So maybe the right approach would be to implement arbitrary extensions of QQ (that is, QQ(t1,t2...tn)[a], with a algebraic over QQ(t1,t2,...,tn)) providing methods to compute numerical aproximations for t1,t2...tn And also make it dynamically, so that new symbols can be added on the fly. That way we have best of both worlds: algebraic exactness plus the ability to get numerical aproximations.

That is, a real would be "something that lives in an extension of QQ, with a method to get numerical aproximations, and such that all those numerical aproximations have no imaginary part"

Would that make sense?

Thierry

Mar 13, 2014, 7:59:28 AM3/13/14
On Thu, Mar 13, 2014 at 10:07:23AM +0100, Vincent Delecroix wrote:
> 2014-03-13 9:28 UTC+01:00, Marc Mezzarobba <ma...@mezzarobba.net>:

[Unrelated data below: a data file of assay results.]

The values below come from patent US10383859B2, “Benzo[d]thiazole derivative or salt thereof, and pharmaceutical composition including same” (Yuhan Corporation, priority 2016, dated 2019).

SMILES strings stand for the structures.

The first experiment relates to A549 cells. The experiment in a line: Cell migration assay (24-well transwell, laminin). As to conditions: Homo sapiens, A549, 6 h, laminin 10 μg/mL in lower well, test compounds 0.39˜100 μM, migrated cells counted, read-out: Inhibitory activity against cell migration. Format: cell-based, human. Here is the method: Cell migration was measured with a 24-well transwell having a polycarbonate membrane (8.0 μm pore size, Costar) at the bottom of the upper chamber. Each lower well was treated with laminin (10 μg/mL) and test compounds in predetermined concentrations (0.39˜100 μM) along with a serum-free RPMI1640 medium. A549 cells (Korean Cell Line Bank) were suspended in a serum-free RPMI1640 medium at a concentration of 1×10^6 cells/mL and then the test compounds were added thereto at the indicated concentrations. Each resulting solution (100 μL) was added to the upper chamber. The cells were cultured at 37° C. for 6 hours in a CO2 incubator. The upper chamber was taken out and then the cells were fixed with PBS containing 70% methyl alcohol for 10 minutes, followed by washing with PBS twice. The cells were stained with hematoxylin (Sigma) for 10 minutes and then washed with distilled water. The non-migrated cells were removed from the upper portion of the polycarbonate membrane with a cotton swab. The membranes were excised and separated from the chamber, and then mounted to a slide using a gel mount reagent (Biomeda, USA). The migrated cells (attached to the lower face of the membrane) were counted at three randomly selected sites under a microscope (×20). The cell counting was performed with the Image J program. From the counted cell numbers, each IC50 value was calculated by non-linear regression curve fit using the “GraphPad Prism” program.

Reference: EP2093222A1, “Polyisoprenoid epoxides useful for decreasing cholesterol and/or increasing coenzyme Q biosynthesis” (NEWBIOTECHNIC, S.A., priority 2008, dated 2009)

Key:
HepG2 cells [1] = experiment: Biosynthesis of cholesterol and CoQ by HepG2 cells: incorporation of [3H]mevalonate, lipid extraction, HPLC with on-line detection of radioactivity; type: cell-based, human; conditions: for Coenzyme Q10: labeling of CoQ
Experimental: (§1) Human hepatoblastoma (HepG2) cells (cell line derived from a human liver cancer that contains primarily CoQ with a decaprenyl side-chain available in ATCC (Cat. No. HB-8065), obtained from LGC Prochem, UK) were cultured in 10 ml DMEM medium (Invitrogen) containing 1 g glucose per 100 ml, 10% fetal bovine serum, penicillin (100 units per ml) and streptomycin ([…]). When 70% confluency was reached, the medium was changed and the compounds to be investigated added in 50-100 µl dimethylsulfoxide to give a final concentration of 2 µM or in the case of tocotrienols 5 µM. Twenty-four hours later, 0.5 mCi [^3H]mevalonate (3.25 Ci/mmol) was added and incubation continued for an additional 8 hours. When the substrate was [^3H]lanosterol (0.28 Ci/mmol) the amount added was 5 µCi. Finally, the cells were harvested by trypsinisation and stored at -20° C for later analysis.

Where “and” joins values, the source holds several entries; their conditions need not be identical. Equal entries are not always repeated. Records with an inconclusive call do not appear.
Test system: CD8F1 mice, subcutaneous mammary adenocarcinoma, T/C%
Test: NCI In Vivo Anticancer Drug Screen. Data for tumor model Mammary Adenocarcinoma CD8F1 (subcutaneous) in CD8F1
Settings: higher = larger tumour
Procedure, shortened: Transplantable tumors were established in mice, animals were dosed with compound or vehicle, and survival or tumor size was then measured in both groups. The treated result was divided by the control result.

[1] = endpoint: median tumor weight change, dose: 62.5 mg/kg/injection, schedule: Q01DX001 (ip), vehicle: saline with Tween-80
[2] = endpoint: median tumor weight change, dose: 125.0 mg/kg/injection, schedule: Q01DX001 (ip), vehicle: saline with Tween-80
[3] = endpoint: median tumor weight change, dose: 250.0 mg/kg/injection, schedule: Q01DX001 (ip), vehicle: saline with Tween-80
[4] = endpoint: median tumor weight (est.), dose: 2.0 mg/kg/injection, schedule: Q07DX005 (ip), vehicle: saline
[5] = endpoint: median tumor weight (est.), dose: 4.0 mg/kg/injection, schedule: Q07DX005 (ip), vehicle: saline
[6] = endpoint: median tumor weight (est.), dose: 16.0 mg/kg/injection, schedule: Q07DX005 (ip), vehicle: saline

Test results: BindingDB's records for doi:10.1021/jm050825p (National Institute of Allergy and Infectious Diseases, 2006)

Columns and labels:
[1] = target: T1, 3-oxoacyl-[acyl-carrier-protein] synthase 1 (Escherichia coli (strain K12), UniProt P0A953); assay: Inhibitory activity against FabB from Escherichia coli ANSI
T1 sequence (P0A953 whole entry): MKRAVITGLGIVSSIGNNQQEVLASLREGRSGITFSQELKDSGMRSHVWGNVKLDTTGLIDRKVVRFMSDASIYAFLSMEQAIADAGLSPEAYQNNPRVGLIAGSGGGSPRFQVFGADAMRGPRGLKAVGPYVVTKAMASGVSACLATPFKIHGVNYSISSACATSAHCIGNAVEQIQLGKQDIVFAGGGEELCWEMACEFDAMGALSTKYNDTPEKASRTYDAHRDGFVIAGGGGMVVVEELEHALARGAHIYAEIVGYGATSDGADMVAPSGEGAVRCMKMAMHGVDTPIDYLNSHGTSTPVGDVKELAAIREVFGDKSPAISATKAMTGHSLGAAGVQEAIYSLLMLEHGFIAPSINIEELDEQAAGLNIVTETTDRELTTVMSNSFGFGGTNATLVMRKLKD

> > Thierry wrote:
> >> - rename RR as RFF (for "real floating field"), so that this
> >> representation is not preferred than the others (especially RDF which
> >> is faster and allows using more libraries, with the same 53 bits of
> >> precision). The current name RR suggests it is the right default
> >> choice.
> >
> > Yes, there seems to be a lot of confusion due to the set of 53-bit
> > floating-point numbers being called "real field". See #11506 for a few
> > examples.
> >
>
> These examples are great ! It would be more natural to have
> sage: Infinity in RFF and NaN in RFF # real floating field
> True
> sage: Infinity in RR and NaN in RR # real numbers
> False

Wile we are at it, create RRbar (in the sense of the natural
two-ends compactification):

sage: Infinity in RRbar
True
sage: NaN in RRbar